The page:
Out and about today, like so many tourists, in a classic car. Not a convertible (original wish), but a 1956 black Chevrolet, which proved a much better choice on a hot day – we had closed windows and air-conditioning! No dodgy hair para mi…and it had a DVD player! Driver, Luis Alberto, was proud of his vehicle and clearly took good care of her.
Our Cuban morning history lesson took us to Parque Morro-Cubaña across the channel (or rather, under the channel). Many visitors don’t to get to this part of Havana, but the view of the city is certainly worth the short drive. The sprawling fortress complex consists of two separate citadels. The Castillo de los Tres Reyes Magos del Morro (commonly known as El Morro) is perched on the headland of the entrance to the bay, and was built in the late 16th century. The second fortress, Fortaleza San Carlos de la Cabaña is much larger and impressive, with its many cannons and guns along the wall, still standing as though in readiness to defend Cuba.
The open-air museum just near the fortresses had on display machinery and weapons used in the Cuban missile crisis, and what was left of the US plane they shot down. Everything on display is original…except for the nuclear missile, of course! Our guide was appalled that we had to pay an entry fee to a museum that was outdoors (as I mentioned in the previous post, he doesn’t usually work as a guide – we had a substitute!).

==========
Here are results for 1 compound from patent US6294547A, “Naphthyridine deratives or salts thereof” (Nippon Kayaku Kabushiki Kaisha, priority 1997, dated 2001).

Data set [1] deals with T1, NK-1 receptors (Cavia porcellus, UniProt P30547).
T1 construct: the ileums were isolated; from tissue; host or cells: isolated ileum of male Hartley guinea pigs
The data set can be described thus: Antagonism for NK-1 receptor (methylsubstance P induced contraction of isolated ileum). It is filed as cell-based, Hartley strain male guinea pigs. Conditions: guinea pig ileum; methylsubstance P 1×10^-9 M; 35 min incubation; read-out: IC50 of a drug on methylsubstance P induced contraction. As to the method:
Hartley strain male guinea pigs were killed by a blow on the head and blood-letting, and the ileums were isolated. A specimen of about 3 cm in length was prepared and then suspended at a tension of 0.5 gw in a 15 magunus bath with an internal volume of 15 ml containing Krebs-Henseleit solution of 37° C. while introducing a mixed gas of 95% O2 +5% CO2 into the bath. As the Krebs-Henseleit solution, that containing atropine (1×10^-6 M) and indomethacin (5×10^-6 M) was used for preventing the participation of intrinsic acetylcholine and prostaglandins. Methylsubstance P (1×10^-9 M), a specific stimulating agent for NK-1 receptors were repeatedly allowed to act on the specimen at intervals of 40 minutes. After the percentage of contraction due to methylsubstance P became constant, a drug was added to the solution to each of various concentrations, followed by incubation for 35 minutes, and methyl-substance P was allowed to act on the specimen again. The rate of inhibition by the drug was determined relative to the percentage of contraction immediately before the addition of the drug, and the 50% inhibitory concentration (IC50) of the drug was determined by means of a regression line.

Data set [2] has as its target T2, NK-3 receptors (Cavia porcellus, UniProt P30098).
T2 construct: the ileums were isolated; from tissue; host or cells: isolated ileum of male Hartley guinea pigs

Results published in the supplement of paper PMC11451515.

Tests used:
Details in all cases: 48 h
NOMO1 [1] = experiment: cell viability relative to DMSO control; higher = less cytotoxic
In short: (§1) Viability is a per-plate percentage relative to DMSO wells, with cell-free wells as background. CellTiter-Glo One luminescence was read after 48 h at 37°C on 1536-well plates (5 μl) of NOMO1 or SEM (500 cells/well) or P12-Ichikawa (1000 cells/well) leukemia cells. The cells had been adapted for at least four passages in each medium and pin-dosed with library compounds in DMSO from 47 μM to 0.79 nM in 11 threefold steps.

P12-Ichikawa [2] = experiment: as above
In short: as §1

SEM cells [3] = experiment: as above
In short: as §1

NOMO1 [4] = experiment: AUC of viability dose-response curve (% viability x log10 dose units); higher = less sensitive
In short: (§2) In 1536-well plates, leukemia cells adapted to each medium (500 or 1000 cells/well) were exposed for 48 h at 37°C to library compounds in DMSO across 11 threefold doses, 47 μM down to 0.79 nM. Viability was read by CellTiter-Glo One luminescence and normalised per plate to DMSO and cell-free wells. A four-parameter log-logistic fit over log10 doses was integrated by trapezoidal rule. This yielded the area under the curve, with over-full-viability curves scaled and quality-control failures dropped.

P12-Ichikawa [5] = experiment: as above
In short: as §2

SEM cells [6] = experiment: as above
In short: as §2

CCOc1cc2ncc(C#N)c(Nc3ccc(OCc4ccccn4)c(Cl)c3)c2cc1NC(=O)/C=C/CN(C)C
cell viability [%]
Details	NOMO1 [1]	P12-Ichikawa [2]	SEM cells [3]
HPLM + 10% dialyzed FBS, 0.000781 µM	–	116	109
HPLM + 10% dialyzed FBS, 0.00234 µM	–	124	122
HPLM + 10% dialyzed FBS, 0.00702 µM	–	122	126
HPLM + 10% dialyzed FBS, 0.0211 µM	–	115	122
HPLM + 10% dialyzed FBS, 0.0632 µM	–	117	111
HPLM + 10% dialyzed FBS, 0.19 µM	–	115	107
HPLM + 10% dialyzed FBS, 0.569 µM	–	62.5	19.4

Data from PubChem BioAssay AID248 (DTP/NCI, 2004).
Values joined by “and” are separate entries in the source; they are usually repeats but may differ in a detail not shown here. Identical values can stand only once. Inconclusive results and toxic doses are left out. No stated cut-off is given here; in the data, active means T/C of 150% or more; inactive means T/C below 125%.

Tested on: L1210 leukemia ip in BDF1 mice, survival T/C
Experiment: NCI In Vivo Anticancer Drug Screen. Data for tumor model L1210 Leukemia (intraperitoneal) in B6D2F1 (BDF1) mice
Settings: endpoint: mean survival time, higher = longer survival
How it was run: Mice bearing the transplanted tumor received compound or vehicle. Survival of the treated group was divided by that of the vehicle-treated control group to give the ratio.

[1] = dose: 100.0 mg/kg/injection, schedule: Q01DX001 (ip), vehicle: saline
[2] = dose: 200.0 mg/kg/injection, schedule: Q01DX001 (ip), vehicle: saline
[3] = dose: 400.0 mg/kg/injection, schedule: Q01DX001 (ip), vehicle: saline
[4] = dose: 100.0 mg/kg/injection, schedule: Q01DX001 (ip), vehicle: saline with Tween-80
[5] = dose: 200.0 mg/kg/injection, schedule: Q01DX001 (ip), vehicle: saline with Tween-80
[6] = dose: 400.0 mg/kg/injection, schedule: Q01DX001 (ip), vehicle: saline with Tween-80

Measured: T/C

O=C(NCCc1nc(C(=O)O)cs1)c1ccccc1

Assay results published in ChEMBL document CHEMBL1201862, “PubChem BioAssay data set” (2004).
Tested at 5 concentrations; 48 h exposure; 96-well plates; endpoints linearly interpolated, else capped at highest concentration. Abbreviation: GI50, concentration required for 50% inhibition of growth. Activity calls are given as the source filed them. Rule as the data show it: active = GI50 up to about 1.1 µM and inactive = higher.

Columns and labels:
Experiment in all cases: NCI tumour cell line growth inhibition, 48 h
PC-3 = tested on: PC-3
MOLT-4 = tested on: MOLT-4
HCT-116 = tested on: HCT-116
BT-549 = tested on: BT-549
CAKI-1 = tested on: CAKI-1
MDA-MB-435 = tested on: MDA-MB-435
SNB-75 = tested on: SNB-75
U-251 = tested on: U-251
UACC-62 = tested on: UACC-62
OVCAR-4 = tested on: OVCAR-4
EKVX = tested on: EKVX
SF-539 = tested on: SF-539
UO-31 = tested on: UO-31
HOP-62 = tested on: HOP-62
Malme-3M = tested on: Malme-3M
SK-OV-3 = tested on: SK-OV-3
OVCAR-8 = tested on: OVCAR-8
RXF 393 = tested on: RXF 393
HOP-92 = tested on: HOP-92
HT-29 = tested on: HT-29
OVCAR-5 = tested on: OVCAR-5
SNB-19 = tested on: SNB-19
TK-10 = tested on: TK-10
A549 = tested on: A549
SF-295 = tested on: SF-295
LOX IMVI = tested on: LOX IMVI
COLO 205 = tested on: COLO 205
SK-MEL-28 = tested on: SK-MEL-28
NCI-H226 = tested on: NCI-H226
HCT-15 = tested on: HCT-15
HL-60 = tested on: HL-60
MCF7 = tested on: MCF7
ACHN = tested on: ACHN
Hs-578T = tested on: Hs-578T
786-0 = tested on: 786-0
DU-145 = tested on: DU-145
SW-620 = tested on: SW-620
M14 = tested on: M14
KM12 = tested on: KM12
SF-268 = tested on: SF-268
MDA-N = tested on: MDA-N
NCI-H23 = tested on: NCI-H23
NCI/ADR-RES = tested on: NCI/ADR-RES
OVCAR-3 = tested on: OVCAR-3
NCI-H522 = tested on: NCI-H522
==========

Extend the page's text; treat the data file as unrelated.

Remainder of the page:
The Statue of Christ (El Cristo de la Habana) is also on this hillside overlooking the fishing village of Casablanca and watching over all of Havana. It’s 20m tall, sculpted from Italian marble and was commissioned in 1958. Finished not long before the revolution, it is one of the last religious icons erected in the now communist country.